Piecing together nuggets on beloved Bangalore (Book Review)
Book: 'Multiple City: Writings on Bangalore'; Editor: Anita De; Publisher: Penguin India; Price: Rs.399
From Mahatma Gandhi to Winston Churchill, everyone was bowled over by its weather. Today it is called India's tech hub. But Bangalore is not just one city - it is a multiple city, say old timers, travellers, poets, cartoonists and IT professionals writing on why they love the place.
The city's bookshops are favourite hunting grounds for historian Ramachandra Guha. On the other hand, poet Pratibha Nandakumar feels the angst of old, single-storey houses making way for mutli-storeyed residential and shopping complexes.
Swedish author Zac O' Yeah rues that Bangalore has too many potholes, but adds that it also has generous people to help the people who fall into them and rush them to hospital!
Economist Thomas L. Friedman considers the smart engineers working on their flat screens to be among the flatteners of the world. He is the man who wrote 'The World is Flat: A Brief History of the Globalised World in the 21st Century'.
While the city is a babel of Kannada, Tamil, Telugu, Malayalam, Urdu and Hindi with Bengali, Oriya and Punjabi added in the last few years, writer Sahana Udupa finds a new syndrome MTI - Mother Tongue Irritation - afflicting the many making a living from the call centres.
The 51 write-ups on Bangalore have been edited and brought out as a book by writer and journalist Aditi De. Published by Penguin India, the 316-page book 'Multiple City: Writings on Bangalore' was released here last weekend.
'It (Bangalore) seems to engage with its past with insouciance, within a continuum where the past, the present and the future collide every milli-moment. Its street voice, their cosmopolitan culture and urban angst as much as in Kannada as in Hindi, Telugu, Tamil, Malayalam or English,' De says in her introduction to the book.
'Bangalore does not offer outsiders a pageant of archaeological monuments; instead, in the words of a wag, it has just 'two rambling gardens and a crumbling palace'. It is as much at ease with the masala dosas of Vidyarthi Bhavan (a hotel well-known for dosas) as with the stiff upper lip colonial traditions of the Bangalore Club, or the shining new towers and gated communities of IT-based international commerce,' she continues.
Jnanpith award winner U.R. Anathamurthy laments that the salubrious weather helped make Bangalore a brand but increasingly that weather is missing.
'Bangalore became a 'brand' because of its great weather. But because it is a 'brand', the weather went bad. Now we have so many people, so many cars, and so much dust and smoke that we can hardly breathe,' he wryly remarks in his write-up.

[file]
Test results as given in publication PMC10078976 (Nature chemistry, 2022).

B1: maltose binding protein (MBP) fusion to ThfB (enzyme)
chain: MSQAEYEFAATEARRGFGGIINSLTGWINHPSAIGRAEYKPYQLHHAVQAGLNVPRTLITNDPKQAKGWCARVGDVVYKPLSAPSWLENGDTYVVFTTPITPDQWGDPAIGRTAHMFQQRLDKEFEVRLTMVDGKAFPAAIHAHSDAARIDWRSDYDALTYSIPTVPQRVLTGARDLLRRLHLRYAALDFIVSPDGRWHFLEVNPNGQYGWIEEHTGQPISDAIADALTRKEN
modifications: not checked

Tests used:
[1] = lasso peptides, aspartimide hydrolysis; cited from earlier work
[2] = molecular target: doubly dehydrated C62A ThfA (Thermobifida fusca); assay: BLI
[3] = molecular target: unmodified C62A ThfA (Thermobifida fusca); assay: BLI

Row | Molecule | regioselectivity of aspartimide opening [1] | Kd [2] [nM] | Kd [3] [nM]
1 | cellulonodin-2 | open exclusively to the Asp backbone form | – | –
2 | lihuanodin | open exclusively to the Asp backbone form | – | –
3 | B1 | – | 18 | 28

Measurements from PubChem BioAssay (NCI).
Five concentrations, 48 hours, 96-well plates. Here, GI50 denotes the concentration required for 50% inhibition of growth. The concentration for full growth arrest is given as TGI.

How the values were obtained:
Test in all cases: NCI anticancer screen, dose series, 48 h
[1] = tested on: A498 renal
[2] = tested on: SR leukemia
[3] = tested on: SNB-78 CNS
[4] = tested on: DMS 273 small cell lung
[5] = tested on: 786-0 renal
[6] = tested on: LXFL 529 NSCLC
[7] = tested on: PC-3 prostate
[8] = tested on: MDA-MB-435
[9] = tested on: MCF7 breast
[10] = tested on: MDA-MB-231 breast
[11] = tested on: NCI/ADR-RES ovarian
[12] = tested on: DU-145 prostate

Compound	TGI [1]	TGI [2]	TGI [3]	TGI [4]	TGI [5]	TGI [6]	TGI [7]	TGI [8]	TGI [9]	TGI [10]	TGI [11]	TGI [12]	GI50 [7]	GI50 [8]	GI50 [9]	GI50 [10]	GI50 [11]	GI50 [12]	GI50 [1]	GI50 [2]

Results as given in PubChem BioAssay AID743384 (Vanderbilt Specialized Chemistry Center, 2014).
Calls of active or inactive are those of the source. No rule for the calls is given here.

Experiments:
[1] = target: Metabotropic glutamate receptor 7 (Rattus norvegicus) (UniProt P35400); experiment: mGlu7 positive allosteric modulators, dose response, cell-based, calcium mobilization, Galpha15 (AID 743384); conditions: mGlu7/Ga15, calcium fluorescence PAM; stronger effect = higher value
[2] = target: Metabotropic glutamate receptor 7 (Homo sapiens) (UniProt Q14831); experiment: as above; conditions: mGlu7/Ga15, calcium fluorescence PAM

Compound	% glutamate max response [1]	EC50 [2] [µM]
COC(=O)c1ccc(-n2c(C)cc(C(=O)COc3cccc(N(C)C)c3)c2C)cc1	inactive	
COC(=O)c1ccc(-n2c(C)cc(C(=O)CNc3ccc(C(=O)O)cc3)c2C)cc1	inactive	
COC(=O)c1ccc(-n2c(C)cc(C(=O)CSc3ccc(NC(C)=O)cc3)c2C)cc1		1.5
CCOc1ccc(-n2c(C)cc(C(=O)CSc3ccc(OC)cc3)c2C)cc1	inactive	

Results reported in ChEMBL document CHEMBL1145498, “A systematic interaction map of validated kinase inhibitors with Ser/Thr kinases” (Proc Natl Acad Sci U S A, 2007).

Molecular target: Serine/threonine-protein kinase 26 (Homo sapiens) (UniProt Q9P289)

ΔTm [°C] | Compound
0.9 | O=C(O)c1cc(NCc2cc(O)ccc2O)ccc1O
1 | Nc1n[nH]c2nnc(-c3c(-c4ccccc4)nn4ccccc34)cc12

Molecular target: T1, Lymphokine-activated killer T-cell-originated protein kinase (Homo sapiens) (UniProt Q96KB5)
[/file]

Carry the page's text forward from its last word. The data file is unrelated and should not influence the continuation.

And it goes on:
In his book 'My Early Life', published in 1930, Churchill notes: 'The climate of Bangalore, at more than 3,000 feet above sea level, is excellent. Although the sun strikes with torrid power, the nights except in the hottest months are cool and fresh...Snipe (and snakes) abound in the marshes; brilliant butterflies dance in the sunshine, and nautch girls by the light of the moon.'
Mahatma Gandhi, who wrote with ease on almost all subjects, had difficulty in finding words to describe Bangalore's weather!
'I have not got the poetic language to describe the weather here, but it is really fine at this time of the year in Bangalore,' the Mahatma wrote to Raihana Tyabji, daughter of the Gujarat jurist Abbas Tyabji, in July 1927.
Gandhi stayed in Bangalore and nearby Nandi Hills for about four months that year, recovering from an illness.
Ananthamurthy has written about Bangalore's Kannada identity in his engaging piece titled 'Ooru (town) and the World', novelist and Sahitya Akademi award winner Shashi Deshpande revisited the city through the places she has lived in since she was a young girl in 'Mapping Bangalore'. Rajmohan Gandhi has written about the trysts of his grandfather, Mahatma Gandhi, with the city in a piece titled 'Through the Mahatma's Eyes'.
Ramachandra Guha, historian and scholar, has described his close relationship with a popular bookshop called Premier on Church Street in the heart of the city.
Poet Prathibha Nandakumar in her poem 'Directions' has humorously dealt with the sudden growth of the city and how its entire landscape has changed in the process.
The book has a photographic essay by Clare Arni, a British architectural and travel photographer, who has lived most of his life in India, cartoons by political cartoonist Maya Kamath and drawings by illustrator and cartoonist Paul Fernandes.
Author Pankaj Mishra in his 'Mall Miscalculations' fears that Bangalore may 'go the way other Indian cities had gone before it -- into another Indian urban nightmare' as 'in recent years, a lot of imported notions had come to stand for Bangalore: India's Silicon Valley, India's electronics capital...'
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